Welcome, Guest. Please login or register.

Author Topic: Let's see them!  (Read 17842 times)

0 Members and 2 Guests are viewing this topic.

Online Max Wedge

  • Contributor
  • Member
  • Location: The thumb in Reg 4
  • Posts: 5190
  • Engineering Pathologist
  • Motorcycles: '10 R1200GS
Re: Let's see them!
« Reply #90 on: July 20, 2016, 07:55:17 AM »
visitors can't see pics , please register or login


R1200RT from an Edelweiss tour, sitting at the top of Timmelsjoch (pass) in Austria.


Jealous!!!
You never see a motorcycle parked outside a psychiatrists' office.
Where am I?

Offline Rincewind

  • Member
  • Location:
  • Posts: 333
Re: Let's see them!
« Reply #91 on: July 21, 2016, 07:30:26 AM »
Found a deal that I couldn't pass up last week.   ;D

How did I miss this? Where is the test/review?  8) Once hipsters go out of style it might be fun to get one, me thinks.

My review so far:

Pros:
Factory Akrapovic exhaust sounds great
Excellent torque and good rev range
Ergos - nice lean forward
Stock seat is thin but not as bad as the F700GS OEM seat
Front brakes take a bit of lever pull to bite, but bite well
Fit & finish are great
I like the shaft drive and air/oil cooled engine
It's beautiful and classy

Cons:
Suspension is poor
My ass gets heavily sprayed in rain
MPG is just ok at low 40's
Not many luggage options - got a Givi tanklock ring for now
Tubed tires mean less easy flat repairs
No center stand option due to exhaust
Exhaust dual cans block single-sided swingarm
Didn't come with the factory heated grips or onboard computer option
May be using a bit of oil
Need torx bit to get off the seat
Battery is somewhat buried (though it has accessible terminals)
Wife says the pillion seat is very small - plus no pillion grab points other than rider




Offline nevinfs327

  • Member
  • Location: San Francisco
  • Posts: 99
  • Motorcycles: Ducati Scrambler; Kawasaki W650; Suzuki TU250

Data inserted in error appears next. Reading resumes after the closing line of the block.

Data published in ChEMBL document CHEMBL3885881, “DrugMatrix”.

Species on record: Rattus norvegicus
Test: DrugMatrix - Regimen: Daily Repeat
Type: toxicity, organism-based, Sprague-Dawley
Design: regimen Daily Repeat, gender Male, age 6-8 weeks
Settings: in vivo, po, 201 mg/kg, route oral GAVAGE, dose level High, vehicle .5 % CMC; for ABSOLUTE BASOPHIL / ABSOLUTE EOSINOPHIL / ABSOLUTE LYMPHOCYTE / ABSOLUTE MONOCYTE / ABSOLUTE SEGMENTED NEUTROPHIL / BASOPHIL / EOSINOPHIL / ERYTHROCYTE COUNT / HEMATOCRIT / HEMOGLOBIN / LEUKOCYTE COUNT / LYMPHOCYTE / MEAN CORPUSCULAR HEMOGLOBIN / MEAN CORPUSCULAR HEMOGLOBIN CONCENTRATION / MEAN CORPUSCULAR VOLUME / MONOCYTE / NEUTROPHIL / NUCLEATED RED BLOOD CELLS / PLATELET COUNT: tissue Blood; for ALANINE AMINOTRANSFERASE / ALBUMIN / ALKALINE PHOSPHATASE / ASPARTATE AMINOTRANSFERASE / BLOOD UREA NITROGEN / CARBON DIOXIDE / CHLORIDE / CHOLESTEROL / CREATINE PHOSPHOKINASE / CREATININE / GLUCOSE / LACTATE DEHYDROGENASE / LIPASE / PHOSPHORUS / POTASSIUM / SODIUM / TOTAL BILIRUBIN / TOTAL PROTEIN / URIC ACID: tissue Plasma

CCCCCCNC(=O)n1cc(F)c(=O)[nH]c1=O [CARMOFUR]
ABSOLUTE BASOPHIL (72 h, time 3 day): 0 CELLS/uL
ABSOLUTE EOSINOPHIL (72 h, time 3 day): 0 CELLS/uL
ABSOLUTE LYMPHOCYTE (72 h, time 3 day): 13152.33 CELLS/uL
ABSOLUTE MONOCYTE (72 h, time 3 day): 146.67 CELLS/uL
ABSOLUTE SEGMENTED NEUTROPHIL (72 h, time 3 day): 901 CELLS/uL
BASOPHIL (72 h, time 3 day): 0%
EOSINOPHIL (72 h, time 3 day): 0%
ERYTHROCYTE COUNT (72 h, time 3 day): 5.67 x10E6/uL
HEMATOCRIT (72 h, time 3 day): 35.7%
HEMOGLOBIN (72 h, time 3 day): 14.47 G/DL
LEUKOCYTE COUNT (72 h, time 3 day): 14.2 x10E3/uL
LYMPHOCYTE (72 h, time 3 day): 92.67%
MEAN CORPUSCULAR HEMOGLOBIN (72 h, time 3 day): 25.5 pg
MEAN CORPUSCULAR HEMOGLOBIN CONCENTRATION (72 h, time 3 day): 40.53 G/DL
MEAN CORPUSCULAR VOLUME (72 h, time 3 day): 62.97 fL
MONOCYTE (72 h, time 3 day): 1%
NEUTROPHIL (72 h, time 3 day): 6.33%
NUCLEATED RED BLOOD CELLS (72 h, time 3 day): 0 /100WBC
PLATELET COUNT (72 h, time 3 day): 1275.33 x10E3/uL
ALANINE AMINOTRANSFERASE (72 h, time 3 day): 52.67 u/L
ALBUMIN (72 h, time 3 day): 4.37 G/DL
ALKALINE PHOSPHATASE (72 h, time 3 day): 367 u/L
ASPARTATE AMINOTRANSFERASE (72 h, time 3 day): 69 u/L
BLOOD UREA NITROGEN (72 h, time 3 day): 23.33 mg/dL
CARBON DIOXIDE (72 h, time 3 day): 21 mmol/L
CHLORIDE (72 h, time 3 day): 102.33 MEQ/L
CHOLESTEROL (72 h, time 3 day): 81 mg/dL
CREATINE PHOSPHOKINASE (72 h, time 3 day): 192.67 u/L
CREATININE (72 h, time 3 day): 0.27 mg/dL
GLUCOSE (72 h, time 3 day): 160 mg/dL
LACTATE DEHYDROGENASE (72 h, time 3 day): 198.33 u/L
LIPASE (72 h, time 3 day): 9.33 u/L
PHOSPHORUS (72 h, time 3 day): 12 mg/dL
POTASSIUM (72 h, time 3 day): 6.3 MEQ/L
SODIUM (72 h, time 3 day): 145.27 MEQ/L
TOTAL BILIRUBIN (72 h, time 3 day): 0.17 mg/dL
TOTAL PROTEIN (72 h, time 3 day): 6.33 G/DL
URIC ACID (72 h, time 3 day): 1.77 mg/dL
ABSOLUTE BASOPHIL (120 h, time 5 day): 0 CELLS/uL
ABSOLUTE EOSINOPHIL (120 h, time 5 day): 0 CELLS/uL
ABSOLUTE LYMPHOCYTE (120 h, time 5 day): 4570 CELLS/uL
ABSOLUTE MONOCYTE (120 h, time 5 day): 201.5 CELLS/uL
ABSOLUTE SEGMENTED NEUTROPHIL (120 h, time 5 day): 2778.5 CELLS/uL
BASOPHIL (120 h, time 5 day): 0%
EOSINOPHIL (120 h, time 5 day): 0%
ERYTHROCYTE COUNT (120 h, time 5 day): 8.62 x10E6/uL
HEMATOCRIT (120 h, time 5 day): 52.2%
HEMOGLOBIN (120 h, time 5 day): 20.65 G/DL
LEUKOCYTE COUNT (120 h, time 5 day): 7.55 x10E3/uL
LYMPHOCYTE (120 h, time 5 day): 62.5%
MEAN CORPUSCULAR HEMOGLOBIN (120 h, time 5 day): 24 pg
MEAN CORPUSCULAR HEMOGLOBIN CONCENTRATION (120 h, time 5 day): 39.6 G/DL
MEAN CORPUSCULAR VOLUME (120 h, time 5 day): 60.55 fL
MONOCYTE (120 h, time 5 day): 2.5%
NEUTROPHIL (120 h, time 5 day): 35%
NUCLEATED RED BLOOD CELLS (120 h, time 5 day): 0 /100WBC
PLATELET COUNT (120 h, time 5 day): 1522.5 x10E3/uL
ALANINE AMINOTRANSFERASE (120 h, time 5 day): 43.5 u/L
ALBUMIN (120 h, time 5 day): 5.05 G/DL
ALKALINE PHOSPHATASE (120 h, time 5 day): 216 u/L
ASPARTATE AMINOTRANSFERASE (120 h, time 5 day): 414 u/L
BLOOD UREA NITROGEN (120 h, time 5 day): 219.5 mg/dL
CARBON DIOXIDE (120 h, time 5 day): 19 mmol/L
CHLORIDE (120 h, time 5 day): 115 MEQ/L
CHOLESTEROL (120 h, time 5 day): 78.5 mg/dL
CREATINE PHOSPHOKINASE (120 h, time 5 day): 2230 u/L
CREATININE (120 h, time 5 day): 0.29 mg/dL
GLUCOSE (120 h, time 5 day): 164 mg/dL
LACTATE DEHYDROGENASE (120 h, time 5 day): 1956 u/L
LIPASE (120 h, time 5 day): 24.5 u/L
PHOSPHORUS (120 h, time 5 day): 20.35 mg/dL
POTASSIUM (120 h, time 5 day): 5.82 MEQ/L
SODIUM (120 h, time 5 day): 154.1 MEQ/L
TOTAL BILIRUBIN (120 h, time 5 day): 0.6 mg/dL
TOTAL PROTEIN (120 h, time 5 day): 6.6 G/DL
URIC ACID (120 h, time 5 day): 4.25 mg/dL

Re: Let's see them!
« Reply #92 on: July 21, 2016, 11:19:36 AM »
Congrats on the r9t Rincewind!  I was very close to buying that bike.  The Ducati Scrambler had just a touch more fun factor not to mention a notable price difference and a dealer excited to give me a good trade value on my Moto Guzzi.

I still think about that boxer torque and tractability.

Offline Rincewind

  • Member
  • Location:
  • Posts: 333
Re: Let's see them!
« Reply #93 on: July 21, 2016, 12:25:37 PM »
Thanks, Nevin.  I had been lusting over the nineT for awhile but didn't want to put out that much money on a new bike.  My local dealer had one with the aluminum tank, with the weld line down the middle - what a beauty!  Fast forward to the other week when I walked in there.  The aluminum tank special model was missing (had just sold), but then I saw this one sitting there.  Barely used 2015 model (2-months old, ~1100 miles) with nearly $4k in depreciation absorbed by the previous owner.  They let me test it, and I was sold.  I knew there would be some compromises compared to my F700GS, which was the best commuter I've owned, but I didn't care.  I ran home, got the checkbook and my title, and bid the lil' GS goodbye that same evening. 

Yes, the Ducati Scrambler is a lot of fun, too.  Lighter and less costly.  Actually was looking into the 750-1000 Japanese nakeds prior to finding this BMW.  I'm happy to have found this nineT instead.

Offline nevinfs327

  • Member
  • Location: San Francisco
  • Posts: 99
  • Motorcycles: Ducati Scrambler; Kawasaki W650; Suzuki TU250
Re: Let's see them!
« Reply #94 on: July 21, 2016, 12:37:51 PM »
Sounds like an excellent buy on a fantastic bike.  I looked both new and barely used for 2-3 months last fall and prices remained strong on both. 

Knowing the roads and riding of PA, the big boxer's torque and the more stable chassis of the nineT would be better suited to the area than the Scrambler.

Looking forward to seeing a ride report  :)

Also, saw this video in an email newsletter: http://www.cycleworld.com/ienatsch-tuesday-ahrma-spotlight-video-nate-kerns-bmw-r-ninet-vintage-motorcycle-racing?cmpid=enews072116&spPodID=030&spMailingID=26038737&spUserID=NzQ5OTQyNTYzNDkS1&spJobID=843028201&spReportId=ODQzMDI4MjAxS0

Online Max Wedge

  • Contributor
  • Member
  • Location: The thumb in Reg 4
  • Posts: 5190
  • Engineering Pathologist
  • Motorcycles: '10 R1200GS
Re: Let's see them!
« Reply #95 on: July 21, 2016, 01:37:47 PM »
Good review. I often wonder about it, I'm hoping some nice used ones will pop up in a couple of years. Surprised about tube tires, I figured they were the GS tubeless style. Oil consumption should go down in the next 40k miles.
You never see a motorcycle parked outside a psychiatrists' office.
Where am I?

Offline Rincewind

  • Member
  • Location:
  • Posts: 333
Re: Let's see them!
« Reply #96 on: July 21, 2016, 06:34:25 PM »
Sounds like an excellent buy on a fantastic bike.  I looked both new and barely used for 2-3 months last fall and prices remained strong on both. 

Knowing the roads and riding of PA, the big boxer's torque and the more stable chassis of the nineT would be better suited to the area than the Scrambler.